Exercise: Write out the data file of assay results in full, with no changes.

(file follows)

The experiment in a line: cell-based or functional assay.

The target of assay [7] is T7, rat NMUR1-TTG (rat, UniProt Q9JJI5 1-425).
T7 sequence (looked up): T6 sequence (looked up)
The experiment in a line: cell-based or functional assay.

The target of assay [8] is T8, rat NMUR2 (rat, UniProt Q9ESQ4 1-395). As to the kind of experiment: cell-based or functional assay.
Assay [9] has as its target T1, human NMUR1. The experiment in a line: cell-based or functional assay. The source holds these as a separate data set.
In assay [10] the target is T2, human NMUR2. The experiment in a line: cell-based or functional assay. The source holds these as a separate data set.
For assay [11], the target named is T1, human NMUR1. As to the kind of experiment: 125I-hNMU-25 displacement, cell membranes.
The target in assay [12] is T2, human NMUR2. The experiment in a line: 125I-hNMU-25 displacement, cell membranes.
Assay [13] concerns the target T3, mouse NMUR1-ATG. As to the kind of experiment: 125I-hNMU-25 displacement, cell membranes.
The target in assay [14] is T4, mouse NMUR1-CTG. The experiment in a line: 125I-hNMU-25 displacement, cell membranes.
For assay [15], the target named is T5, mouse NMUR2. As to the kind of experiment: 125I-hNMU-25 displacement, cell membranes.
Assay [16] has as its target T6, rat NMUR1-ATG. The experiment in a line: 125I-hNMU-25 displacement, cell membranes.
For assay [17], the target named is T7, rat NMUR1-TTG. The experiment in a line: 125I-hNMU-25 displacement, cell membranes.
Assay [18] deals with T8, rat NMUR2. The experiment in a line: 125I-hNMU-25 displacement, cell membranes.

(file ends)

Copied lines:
The experiment in a line: cell-based or functional assay.

The target of assay [7] is T7, rat NMUR1-TTG (rat, UniProt Q9JJI5 1-425).
T7 sequence (looked up): T6 sequence (looked up)
The experiment in a line: cell-based or functional assay.

The target of assay [8] is T8, rat NMUR2 (rat, UniProt Q9ESQ4 1-395). As to the kind of experiment: cell-based or functional assay.
Assay [9] has as its target T1, human NMUR1. The experiment in a line: cell-based or functional assay. The source holds these as a separate data set.
In assay [10] the target is T2, human NMUR2. The experiment in a line: cell-based or functional assay. The source holds these as a separate data set.
For assay [11], the target named is T1, human NMUR1. As to the kind of experiment: 125I-hNMU-25 displacement, cell membranes.
The target in assay [12] is T2, human NMUR2. The experiment in a line: 125I-hNMU-25 displacement, cell membranes.
Assay [13] concerns the target T3, mouse NMUR1-ATG. As to the kind of experiment: 125I-hNMU-25 displacement, cell membranes.
The target in assay [14] is T4, mouse NMUR1-CTG. The experiment in a line: 125I-hNMU-25 displacement, cell membranes.
For assay [15], the target named is T5, mouse NMUR2. As to the kind of experiment: 125I-hNMU-25 displacement, cell membranes.
Assay [16] has as its target T6, rat NMUR1-ATG. The experiment in a line: 125I-hNMU-25 displacement, cell membranes.
For assay [17], the target named is T7, rat NMUR1-TTG. The experiment in a line: 125I-hNMU-25 displacement, cell membranes.
Assay [18] deals with T8, rat NMUR2. The experiment in a line: 125I-hNMU-25 displacement, cell membranes.